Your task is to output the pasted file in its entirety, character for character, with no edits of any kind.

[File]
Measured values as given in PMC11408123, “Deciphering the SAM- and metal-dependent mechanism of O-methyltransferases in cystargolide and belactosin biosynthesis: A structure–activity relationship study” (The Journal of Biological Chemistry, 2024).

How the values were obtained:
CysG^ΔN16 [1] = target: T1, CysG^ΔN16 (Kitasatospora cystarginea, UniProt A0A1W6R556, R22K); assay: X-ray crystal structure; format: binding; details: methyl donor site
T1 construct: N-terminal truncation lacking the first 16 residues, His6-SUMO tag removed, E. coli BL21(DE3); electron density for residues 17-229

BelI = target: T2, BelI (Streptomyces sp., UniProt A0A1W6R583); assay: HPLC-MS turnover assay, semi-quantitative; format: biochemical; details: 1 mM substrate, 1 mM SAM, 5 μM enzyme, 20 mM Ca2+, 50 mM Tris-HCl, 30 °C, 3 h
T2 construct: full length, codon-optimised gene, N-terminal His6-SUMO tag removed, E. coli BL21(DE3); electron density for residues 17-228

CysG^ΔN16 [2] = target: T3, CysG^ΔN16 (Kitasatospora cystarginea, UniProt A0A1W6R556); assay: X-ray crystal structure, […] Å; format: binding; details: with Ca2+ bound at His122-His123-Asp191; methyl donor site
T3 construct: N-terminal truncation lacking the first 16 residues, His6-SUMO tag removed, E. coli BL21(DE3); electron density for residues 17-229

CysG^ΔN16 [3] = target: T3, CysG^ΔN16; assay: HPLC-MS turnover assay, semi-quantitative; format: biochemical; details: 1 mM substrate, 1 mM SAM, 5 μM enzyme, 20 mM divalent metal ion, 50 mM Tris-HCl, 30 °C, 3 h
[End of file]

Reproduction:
Measured values as given in PMC11408123, “Deciphering the SAM- and metal-dependent mechanism of O-methyltransferases in cystargolide and belactosin biosynthesis: A structure–activity relationship study” (The Journal of Biological Chemistry, 2024).

How the values were obtained:
CysG^ΔN16 [1] = target: T1, CysG^ΔN16 (Kitasatospora cystarginea, UniProt A0A1W6R556, R22K); assay: X-ray crystal structure; format: binding; details: methyl donor site
T1 construct: N-terminal truncation lacking the first 16 residues, His6-SUMO tag removed, E. coli BL21(DE3); electron density for residues 17-229

BelI = target: T2, BelI (Streptomyces sp., UniProt A0A1W6R583); assay: HPLC-MS turnover assay, semi-quantitative; format: biochemical; details: 1 mM substrate, 1 mM SAM, 5 μM enzyme, 20 mM Ca2+, 50 mM Tris-HCl, 30 °C, 3 h
T2 construct: full length, codon-optimised gene, N-terminal His6-SUMO tag removed, E. coli BL21(DE3); electron density for residues 17-228

CysG^ΔN16 [2] = target: T3, CysG^ΔN16 (Kitasatospora cystarginea, UniProt A0A1W6R556); assay: X-ray crystal structure, […] Å; format: binding; details: with Ca2+ bound at His122-His123-Asp191; methyl donor site
T3 construct: N-terminal truncation lacking the first 16 residues, His6-SUMO tag removed, E. coli BL21(DE3); electron density for residues 17-229

CysG^ΔN16 [3] = target: T3, CysG^ΔN16; assay: HPLC-MS turnover assay, semi-quantitative; format: biochemical; details: 1 mM substrate, 1 mM SAM, 5 μM enzyme, 20 mM divalent metal ion, 50 mM Tris-HCl, 30 °C, 3 h